Monday, October 15, 2018

Why diets fail: food addiction

I have a food addiction.  I know this and have known this for many years.   I have readily admitted it for many years too.  It’s no secret. The sad part about a food addiction?   It is accepted by society because a food addiction is not illegal.  In fact, it’s embrassed and encouraged (just look at the portions of food we find acceptable at restaurants)  in our society of obesity.  It’s not illegal...but regardless, it is killing its victims.  (Obesity related diseases).   So maybe we need to start really treating food addiction like a real serious problem!

So how does one fix an addiction?

I saw this on Facebook a few days back and it really hit me.

Aren’t we only ‘stopping the use’ when we go on a diet???  A diet is not creating a new life and fixing the underlying’s only treating the symptom!

Years ago I saw a show following patients that had undergone weight loss surgery.  The surgery took away the problem of overeating, but guess what happened to a multitude of the people they followed?  Those people transferred their addictive personality to a different addiction.  Drugs, alcohol, sex....the addiction didn’t go away...they just weren’t latched onto food anymore, they were using other ‘substances’ to fill the void.

Now I’m not saying that everyone that has weight loss surgery is going to turn into a drug addict.  I’m not saying that everyone that simply restricts their food intake will fail.   I’m just saying that we didn’t get to the point of obesity without some major issue....and unless we treat the issue as well as the symptom we will fail in the long run.   And I have personal experience with failure...I lost a LOT of weight and I regained half of it back.  I treated the symptom but not the problem!

Changing and creating a new life is difficult. It’s taking a lot of preconceived notions and habits and running in the exact opposite direction!  It’s changing the norm and distancing yourself from the factors that brought you to the place of obesity.  It’s retraining your mindset to view and see things differently.    It’s creating a life where it is easier to not overeat because the consequences of such behavior will impede you in your new life.    (Need an example?   When I’m running a lot...or hiking a lot, I tend to eat better.  I like those activities and they are easier, less painful and a whole lot more fun when I’ve got my addictive eating problem under control!). It’s a thing of creating a life where eating out is not the sole focus of your day.  Mine used to be.   When I planned out my day  I planned  my activities around food places!!!   I am much better now...It helps that my friends (and Jason) are not as ruled by’s a new lifestyle for me.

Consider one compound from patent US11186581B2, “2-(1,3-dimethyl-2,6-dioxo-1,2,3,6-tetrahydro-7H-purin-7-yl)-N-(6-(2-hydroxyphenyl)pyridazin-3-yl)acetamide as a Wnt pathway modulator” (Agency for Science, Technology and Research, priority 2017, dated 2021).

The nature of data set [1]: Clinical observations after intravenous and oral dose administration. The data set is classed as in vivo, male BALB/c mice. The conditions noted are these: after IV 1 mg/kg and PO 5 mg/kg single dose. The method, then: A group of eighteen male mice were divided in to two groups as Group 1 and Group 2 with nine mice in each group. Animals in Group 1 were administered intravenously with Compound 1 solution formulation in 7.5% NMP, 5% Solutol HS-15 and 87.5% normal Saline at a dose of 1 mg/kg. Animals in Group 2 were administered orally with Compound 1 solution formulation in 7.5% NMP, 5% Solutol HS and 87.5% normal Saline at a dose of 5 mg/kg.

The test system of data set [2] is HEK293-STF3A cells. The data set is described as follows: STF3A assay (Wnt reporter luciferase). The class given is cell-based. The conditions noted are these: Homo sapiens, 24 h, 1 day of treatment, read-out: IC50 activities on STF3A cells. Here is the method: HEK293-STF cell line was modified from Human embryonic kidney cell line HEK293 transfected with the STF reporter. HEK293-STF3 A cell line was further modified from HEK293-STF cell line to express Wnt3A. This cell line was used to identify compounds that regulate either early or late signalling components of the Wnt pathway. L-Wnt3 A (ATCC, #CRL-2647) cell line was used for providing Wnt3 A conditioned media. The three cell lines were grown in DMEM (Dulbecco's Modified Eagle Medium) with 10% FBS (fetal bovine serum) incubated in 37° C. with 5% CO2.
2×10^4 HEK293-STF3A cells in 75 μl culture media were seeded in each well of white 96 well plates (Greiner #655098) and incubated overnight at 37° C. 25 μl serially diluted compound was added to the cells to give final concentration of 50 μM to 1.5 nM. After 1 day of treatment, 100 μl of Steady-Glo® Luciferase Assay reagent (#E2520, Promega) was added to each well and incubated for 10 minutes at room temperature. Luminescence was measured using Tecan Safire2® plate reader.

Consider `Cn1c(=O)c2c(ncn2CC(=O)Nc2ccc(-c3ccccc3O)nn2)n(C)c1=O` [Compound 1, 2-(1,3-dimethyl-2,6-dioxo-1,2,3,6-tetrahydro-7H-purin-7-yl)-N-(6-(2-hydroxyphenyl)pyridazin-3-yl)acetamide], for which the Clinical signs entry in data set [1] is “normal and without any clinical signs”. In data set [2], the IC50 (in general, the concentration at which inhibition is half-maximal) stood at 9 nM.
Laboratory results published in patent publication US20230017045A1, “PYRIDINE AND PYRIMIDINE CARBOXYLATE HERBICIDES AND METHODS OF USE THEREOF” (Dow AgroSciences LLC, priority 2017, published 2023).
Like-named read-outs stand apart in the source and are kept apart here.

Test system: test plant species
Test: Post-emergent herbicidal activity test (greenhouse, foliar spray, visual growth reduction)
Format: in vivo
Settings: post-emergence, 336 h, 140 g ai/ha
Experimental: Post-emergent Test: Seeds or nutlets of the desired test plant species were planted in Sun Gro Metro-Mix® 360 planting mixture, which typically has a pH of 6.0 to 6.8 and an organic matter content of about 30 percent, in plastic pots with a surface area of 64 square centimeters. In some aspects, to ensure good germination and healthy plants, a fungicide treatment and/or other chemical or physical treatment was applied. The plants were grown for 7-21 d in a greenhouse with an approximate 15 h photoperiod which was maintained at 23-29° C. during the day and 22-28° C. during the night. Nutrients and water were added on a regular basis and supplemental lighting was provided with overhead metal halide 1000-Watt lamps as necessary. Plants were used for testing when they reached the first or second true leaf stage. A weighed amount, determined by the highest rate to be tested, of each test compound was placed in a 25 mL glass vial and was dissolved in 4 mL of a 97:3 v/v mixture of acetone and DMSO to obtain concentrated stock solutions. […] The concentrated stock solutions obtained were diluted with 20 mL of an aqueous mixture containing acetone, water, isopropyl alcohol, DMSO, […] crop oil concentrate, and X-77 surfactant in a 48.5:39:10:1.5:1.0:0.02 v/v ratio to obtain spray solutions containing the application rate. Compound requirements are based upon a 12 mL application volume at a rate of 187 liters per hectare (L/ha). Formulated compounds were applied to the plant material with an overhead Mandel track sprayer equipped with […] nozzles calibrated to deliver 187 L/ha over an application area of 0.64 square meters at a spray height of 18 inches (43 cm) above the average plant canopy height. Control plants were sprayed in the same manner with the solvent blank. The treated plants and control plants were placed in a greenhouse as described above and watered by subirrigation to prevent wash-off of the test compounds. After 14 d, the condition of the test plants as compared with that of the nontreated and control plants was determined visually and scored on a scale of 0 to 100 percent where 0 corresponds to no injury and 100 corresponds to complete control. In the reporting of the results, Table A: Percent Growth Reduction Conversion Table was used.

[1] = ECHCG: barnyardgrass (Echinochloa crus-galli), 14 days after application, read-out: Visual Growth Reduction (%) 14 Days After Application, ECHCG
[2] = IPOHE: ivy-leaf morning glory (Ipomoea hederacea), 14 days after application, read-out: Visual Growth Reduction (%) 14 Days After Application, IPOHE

We can stop the use of our drug of choice, food....but it’s only temporary....which is exactly why diets fail!!! We need to change our life from the ground up to truly fix the problem of obesity. That means changing how we view we deal with we move and are active....and maybe getting your friends on board with your new you...or finding additional friends that do fit in with the new you lifestyle!  Until we find the new life that does not include a simple ‘take away the problem’ we will certainly fail....just like the drug addict that never changes their lifestyle. 


mxtodis123 said...

I have a food addiction, too. As a retired substance abuse counselor, I know the signs. Just like any other addict, I can't have just one. Give me a small dish of ice cream and I'm off to the races for weeks. The newly opened French pastry shop around the corner has lured me in more often than I like to admit. I can eat salads and fruits and totally enjoy them, but don't put a pastry in front of me. I know it comes from within. I agree with what you said about changing habits. I did so much better while I was going to classes, dancing, exercising, but now with all that has been going on in my home, and my injured hamstring, not to mention my aching back, I am not participating in these things and relying more on food. This is something I have to deal with.

*My Stalker Is Fat* said...

That's a great quote. I have reached my goal weight in the past and gained it all back, so this time around, I have been wondering, what do I need to do differently? I don't want to do that again. I want to maintain my loss. I need to put some serious thought into the changes I need to make, to make sure I address why I gained in the first place.

Sarah said...

Wonderful post. Lots to think about.

MaryFran said...

Thegood thong is that you can totally recognize what is happening! The house thing will settle and the hamstring will heal....and as soon as you can, get back to those activities!!!!

MaryFran said...

You and I are in the same place: we’ve done it before but we didn’t have something right...which caused us to regain. This time around I plan on doing it fully to make this a lifetime change!!!

MaryFran said...


TheAgonyOfBeingFat said...


MaryFran said...

Glad it resonated with you also!!!